Ground Rules

April 10, 2013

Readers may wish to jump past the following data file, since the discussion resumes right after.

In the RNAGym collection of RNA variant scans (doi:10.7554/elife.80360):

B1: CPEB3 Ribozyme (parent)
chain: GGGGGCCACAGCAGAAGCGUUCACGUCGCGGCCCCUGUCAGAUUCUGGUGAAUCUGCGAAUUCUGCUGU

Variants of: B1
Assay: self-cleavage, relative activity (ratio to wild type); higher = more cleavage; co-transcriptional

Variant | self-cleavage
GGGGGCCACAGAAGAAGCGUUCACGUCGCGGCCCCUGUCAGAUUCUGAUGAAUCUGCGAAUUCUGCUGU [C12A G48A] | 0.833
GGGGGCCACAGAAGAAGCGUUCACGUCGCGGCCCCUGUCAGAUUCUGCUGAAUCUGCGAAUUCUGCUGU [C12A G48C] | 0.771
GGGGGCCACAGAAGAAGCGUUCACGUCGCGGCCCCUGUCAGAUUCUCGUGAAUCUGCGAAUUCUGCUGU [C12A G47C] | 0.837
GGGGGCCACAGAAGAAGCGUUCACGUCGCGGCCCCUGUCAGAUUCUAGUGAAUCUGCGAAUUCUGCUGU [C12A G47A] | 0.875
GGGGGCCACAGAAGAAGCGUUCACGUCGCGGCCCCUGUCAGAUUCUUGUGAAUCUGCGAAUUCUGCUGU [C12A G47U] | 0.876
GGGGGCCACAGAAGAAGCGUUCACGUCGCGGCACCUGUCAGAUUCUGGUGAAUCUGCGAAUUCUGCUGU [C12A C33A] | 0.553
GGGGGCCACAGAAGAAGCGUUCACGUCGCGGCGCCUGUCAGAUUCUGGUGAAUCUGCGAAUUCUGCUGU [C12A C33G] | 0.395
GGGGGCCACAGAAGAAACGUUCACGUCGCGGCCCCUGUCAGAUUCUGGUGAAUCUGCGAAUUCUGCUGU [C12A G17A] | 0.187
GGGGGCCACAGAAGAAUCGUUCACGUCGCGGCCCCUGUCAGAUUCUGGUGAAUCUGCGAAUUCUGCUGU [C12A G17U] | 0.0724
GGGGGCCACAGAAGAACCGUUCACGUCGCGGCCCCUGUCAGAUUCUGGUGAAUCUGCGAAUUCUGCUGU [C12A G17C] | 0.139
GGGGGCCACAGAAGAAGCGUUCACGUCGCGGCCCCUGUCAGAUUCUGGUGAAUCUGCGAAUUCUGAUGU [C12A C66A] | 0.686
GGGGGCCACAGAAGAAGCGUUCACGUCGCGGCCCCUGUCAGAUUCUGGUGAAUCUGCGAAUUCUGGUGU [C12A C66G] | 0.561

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Have you ever wondered why umpires meet with the managers at home plate before a ball game? It is to exchange line-up cards, but it is also to go over the ground rules of each ball park. A park like Cincinnati’s is usually easy. There are no unusual nooks and crannies in this park so the rules are fairly standard. You always discuss the outfield fence to know just what is a home run and what is still ‘in play’ for a batted ball. Most new parks now have a yellow line to distinguish the home run from the ‘in play’ line. Then, there is the so-called foul pole which is really a fair pole because the part you look at is ‘in play’, and the screen is there to help the umpire call the play. The fun ground rules occur in a park like Wrigley Field in Chicago with the ivy on the walls, and what happens if a ball gets lost in the ivy. A smart outfielder will throw up his arms early and get the umpire to rule it a two-base hit. This prevents the runner from advancing while the player tries to locate the ball. It has been said some of the old timers use to hide balls in the ivy so they could quickly return a ball back to the infield. Other parks have jutted walls in the corners of the ball park that ricochet balls all over the place. Each park has a rule on when it is ‘in play’ and when it is ruled a ground-rule double. Other parks may have a screen that has a special rule if a ball hits it, and there are always rules for balls going into the dugout. This is what is supposed to be going on in these meetings. Some days it might be a peace meeting for what happened the night before.

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